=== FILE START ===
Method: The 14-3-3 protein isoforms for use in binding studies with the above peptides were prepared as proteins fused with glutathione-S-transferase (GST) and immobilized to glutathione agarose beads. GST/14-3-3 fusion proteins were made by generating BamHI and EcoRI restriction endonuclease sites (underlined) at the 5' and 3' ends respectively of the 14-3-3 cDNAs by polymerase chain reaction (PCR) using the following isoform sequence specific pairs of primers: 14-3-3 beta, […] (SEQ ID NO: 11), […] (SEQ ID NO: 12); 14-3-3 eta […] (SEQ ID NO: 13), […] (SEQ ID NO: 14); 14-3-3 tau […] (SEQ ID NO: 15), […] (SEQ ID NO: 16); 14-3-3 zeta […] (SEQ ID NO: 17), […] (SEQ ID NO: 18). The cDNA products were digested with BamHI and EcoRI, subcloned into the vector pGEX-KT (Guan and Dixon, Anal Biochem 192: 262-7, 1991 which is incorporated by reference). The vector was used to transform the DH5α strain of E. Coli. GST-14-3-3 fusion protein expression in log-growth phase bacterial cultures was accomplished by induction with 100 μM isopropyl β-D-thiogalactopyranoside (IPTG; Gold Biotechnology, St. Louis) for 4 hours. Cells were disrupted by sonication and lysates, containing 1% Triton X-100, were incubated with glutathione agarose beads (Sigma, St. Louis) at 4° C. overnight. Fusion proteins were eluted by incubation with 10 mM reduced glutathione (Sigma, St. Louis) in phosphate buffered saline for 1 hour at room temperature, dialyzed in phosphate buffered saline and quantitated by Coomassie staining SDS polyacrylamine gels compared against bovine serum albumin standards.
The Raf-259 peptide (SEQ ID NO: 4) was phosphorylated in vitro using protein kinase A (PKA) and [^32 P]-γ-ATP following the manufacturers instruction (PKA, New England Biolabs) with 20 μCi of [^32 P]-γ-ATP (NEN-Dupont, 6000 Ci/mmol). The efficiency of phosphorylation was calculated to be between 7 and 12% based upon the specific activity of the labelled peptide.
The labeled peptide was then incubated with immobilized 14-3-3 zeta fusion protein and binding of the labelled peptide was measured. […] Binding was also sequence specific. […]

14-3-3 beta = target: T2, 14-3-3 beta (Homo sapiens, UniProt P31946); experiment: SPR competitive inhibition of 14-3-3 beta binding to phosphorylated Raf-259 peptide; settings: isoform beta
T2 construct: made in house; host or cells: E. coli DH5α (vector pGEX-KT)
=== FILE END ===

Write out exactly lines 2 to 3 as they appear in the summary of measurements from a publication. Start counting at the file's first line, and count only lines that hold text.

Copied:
The Raf-259 peptide (SEQ ID NO: 4) was phosphorylated in vitro using protein kinase A (PKA) and [^32 P]-γ-ATP following the manufacturers instruction (PKA, New England Biolabs) with 20 μCi of [^32 P]-γ-ATP (NEN-Dupont, 6000 Ci/mmol). The efficiency of phosphorylation was calculated to be between 7 and 12% based upon the specific activity of the labelled peptide.
The labeled peptide was then incubated with immobilized 14-3-3 zeta fusion protein and binding of the labelled peptide was measured. […] Binding was also sequence specific. […]